22 May

Comp Stomping

I was first introduced to the term “comp stomping”—the intentional reenactment of a specific composition created by someone else—a few years back. I’ve previously talked about icon chasing, which involves photographing famous scenes that have been shot over and over by hundreds of thousands of people; comp stomping takes it a step further, copying more than just the location, but rather the specific composition itself.

There’s nothing wrong with comp stomping, especially for beginners. In fact, the reason people usually offer for stomping comps is that it helps them learn. I think there is some truth to this (but not as much as people hope). Of course, every single one of us has done some comp stomping, and we all have stomped comps in our portfolios. So I’m not going to tell you that comp stomping is inherently bad. In fact, to one extent or another, all of our work is derivative of other people’s work, and even the most creative among us cannot escape the shadow of the photographers who have come before. So we’re all a little bit stompy—it’s just a question of degree.

Filling your portfolio full of stomped comps represents one extreme. On the other end of the spectrum is the so-called “photography celibacy” movement, which advocates never looking at the work of others. This, of course, is an easy cure for the comp stomp itch—you can’t copy what you don’t see. Personally, I don’t like any philosophy which combines absolute commands with the word “celibacy,” but it might be fair to say I’m an unintentional casual adherent, as I don’t pay much attention these days to what other photographers are doing.

Why? It’s simple, really. Once you see a successful photo by someone else, you are instantly trapped by a very basic human need: to covet. Now “covet” is a nifty little word, one which has been around for a very long time, and it basically means to feel inordinate desire for that which belongs to another. Whether it be Commandment-style (your neighbor’s wife) or something more relevant to our discussion at hand (someone else’s awesome composition), our basic human instinct to possess gets switched into overdrive when we see something shiny and new. It happened to me recently when fellow Dreamscapes blogger Joe Rossbach showed me one of his rain forest images when we bumped into each other at Olympic National Park. Want to guess what I ended up doing for the next four days? Yep, that’s right—shooting the rain forest. Even though I wasn’t necessarily looking to copy his exact shot, seeing the successful result of Joe’s artistic vision changed mine. And that’s something I’m really trying to avoid at this point in my career.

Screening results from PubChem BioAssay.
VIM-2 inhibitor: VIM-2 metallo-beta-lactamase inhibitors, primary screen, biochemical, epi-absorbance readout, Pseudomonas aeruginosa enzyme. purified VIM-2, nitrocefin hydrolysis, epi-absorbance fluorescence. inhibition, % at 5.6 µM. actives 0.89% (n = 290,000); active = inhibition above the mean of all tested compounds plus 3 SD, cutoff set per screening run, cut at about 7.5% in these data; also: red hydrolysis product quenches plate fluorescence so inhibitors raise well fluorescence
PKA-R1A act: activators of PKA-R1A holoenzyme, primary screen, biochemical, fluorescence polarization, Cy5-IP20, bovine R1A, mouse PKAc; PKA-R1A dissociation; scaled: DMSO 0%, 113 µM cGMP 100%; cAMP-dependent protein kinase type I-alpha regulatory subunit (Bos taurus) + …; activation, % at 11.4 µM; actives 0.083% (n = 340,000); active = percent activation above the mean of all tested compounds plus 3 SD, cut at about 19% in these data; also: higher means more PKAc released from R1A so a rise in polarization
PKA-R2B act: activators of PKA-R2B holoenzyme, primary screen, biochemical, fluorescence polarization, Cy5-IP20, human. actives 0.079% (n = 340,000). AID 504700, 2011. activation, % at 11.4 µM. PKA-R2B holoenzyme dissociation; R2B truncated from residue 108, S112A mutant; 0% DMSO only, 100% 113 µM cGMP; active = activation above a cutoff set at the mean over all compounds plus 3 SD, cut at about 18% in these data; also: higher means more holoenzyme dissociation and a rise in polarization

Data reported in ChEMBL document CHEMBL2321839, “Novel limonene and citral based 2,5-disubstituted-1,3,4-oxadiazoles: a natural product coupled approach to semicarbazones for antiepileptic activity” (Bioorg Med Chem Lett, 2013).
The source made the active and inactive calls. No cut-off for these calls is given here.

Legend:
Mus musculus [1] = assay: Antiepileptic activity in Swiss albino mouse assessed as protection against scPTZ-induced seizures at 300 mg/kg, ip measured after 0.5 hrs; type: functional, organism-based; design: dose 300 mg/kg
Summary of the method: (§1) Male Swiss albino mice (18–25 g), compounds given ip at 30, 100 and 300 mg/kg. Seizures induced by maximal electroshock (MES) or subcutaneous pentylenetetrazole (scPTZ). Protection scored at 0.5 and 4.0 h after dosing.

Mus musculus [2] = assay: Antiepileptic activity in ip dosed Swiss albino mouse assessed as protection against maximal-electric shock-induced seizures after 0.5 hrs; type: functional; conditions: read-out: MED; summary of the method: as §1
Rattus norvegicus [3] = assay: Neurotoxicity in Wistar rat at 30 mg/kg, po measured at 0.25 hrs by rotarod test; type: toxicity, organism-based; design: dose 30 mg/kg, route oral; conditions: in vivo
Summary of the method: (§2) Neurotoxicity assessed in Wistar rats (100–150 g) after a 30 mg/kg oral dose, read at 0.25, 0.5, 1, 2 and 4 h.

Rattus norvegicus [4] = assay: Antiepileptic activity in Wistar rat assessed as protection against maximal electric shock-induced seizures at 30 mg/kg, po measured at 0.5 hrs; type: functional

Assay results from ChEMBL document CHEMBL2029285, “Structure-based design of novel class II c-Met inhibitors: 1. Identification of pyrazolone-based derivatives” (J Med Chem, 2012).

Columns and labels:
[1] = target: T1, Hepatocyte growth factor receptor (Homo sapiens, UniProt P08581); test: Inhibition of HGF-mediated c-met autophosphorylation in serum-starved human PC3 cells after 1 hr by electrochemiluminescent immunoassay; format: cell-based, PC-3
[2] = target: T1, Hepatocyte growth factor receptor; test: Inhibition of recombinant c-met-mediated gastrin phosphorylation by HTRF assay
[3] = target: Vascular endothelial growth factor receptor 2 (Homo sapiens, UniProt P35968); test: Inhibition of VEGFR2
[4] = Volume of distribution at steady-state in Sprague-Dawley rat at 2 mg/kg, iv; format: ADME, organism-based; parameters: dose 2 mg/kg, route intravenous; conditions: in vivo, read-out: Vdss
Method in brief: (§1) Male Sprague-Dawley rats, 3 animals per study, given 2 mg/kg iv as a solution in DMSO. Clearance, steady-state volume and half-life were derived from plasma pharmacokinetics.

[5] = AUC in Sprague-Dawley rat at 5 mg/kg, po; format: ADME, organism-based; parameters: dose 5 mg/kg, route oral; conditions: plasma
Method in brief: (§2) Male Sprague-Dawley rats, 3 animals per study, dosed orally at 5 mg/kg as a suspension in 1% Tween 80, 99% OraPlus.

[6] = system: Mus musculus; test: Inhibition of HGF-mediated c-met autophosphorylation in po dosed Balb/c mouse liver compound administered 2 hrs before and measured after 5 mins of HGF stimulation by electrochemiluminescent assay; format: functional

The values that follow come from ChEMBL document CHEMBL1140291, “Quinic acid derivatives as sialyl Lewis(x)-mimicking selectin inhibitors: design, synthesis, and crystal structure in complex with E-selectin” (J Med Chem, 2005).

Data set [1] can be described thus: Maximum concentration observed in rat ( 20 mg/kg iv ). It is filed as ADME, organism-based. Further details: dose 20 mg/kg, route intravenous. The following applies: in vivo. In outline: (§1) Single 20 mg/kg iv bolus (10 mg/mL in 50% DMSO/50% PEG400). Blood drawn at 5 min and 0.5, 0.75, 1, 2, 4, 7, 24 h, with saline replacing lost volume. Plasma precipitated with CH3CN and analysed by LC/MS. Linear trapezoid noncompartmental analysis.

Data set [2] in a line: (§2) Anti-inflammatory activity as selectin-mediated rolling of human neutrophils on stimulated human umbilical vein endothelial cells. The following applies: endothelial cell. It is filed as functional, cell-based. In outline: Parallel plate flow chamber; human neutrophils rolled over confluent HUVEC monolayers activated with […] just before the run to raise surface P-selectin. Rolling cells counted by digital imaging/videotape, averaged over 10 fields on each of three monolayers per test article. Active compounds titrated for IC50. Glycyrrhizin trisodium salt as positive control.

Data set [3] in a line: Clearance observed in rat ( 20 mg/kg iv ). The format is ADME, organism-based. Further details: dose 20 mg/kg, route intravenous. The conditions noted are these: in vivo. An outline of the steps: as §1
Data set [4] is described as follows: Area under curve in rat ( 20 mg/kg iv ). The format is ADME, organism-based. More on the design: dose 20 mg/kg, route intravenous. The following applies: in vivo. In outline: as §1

"Ebb and Flow" - Olympic National Park, USA (by Ian Plant)

“Ebb and Flow”—Olympic National Park, USA.
Canon 5DIII, 16mm, 2-stop graduated neutral density filter, ISO 100, f/9, 0.5 seconds.

I ended up taking a break from comp stomping the rain forest to go down to Ruby Beach for sunset. Of course, Ruby is a prime comp stomp location, so in an effort to get off the stomp train, I decided to do my best to let the unpredictable clouds and waves dictate my composition, rather than the famous unchanging (and therefore easily stomped) Olympic sea stacks themselves. But even when you aren’t looking to mimic someone else, parallel independent discoveries happen all the time; two photographers shooting the same location can certainly come up with the same composition even without knowledge of what the other person is doing. So did I come up with something original? Beats me. I certainly wasn’t intentionally copying someone else’s shot. Accidental comp stomps are better than premeditated ones, I suppose. Maybe not. All I know is that too many of us are trying too often to photograph the same locations or subjects, so a lot of us are going to end up with very similar shots even when we try to come up with something different.